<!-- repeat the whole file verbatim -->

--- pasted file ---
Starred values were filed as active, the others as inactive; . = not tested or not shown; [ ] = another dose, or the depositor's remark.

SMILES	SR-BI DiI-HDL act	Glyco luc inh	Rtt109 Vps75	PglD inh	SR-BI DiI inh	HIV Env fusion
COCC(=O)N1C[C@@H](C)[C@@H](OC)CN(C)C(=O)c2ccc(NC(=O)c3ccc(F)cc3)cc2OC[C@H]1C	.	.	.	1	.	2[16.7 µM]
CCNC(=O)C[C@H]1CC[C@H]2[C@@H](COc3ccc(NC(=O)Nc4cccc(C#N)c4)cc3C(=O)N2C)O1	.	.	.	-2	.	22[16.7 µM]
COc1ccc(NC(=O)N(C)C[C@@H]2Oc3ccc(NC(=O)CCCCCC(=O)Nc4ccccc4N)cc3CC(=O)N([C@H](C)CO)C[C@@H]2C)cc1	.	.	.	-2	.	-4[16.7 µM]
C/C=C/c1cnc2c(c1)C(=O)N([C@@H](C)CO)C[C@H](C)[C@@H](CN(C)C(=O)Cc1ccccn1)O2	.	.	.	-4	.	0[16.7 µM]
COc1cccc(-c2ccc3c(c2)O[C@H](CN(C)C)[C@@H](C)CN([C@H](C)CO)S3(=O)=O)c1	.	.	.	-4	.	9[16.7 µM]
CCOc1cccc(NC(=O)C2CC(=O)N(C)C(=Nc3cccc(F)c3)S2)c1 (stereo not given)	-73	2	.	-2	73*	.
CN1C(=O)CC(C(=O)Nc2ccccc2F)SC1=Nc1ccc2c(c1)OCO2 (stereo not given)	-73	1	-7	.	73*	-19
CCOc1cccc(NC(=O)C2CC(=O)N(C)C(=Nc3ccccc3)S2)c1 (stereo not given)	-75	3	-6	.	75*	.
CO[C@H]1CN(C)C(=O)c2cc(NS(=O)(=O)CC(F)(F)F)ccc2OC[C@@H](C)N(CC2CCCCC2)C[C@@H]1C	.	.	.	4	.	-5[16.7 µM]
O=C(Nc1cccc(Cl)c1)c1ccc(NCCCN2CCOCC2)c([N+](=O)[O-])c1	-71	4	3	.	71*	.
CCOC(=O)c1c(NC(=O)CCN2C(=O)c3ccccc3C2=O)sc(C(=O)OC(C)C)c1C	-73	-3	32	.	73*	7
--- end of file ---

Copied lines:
Starred values were filed as active, the others as inactive; . = not tested or not shown; [ ] = another dose, or the depositor's remark.

SMILES	SR-BI DiI-HDL act	Glyco luc inh	Rtt109 Vps75	PglD inh	SR-BI DiI inh	HIV Env fusion
COCC(=O)N1C[C@@H](C)[C@@H](OC)CN(C)C(=O)c2ccc(NC(=O)c3ccc(F)cc3)cc2OC[C@H]1C	.	.	.	1	.	2[16.7 µM]
CCNC(=O)C[C@H]1CC[C@H]2[C@@H](COc3ccc(NC(=O)Nc4cccc(C#N)c4)cc3C(=O)N2C)O1	.	.	.	-2	.	22[16.7 µM]
COc1ccc(NC(=O)N(C)C[C@@H]2Oc3ccc(NC(=O)CCCCCC(=O)Nc4ccccc4N)cc3CC(=O)N([C@H](C)CO)C[C@@H]2C)cc1	.	.	.	-2	.	-4[16.7 µM]
C/C=C/c1cnc2c(c1)C(=O)N([C@@H](C)CO)C[C@H](C)[C@@H](CN(C)C(=O)Cc1ccccn1)O2	.	.	.	-4	.	0[16.7 µM]
COc1cccc(-c2ccc3c(c2)O[C@H](CN(C)C)[C@@H](C)CN([C@H](C)CO)S3(=O)=O)c1	.	.	.	-4	.	9[16.7 µM]
CCOc1cccc(NC(=O)C2CC(=O)N(C)C(=Nc3cccc(F)c3)S2)c1 (stereo not given)	-73	2	.	-2	73*	.
CN1C(=O)CC(C(=O)Nc2ccccc2F)SC1=Nc1ccc2c(c1)OCO2 (stereo not given)	-73	1	-7	.	73*	-19
CCOc1cccc(NC(=O)C2CC(=O)N(C)C(=Nc3ccccc3)S2)c1 (stereo not given)	-75	3	-6	.	75*	.
CO[C@H]1CN(C)C(=O)c2cc(NS(=O)(=O)CC(F)(F)F)ccc2OC[C@@H](C)N(CC2CCCCC2)C[C@@H]1C	.	.	.	4	.	-5[16.7 µM]
O=C(Nc1cccc(Cl)c1)c1ccc(NCCCN2CCOCC2)c([N+](=O)[O-])c1	-71	4	3	.	71*	.
CCOC(=O)c1c(NC(=O)CCN2C(=O)c3ccccc3C2=O)sc(C(=O)OC(C)C)c1C	-73	-3	32	.	73*	7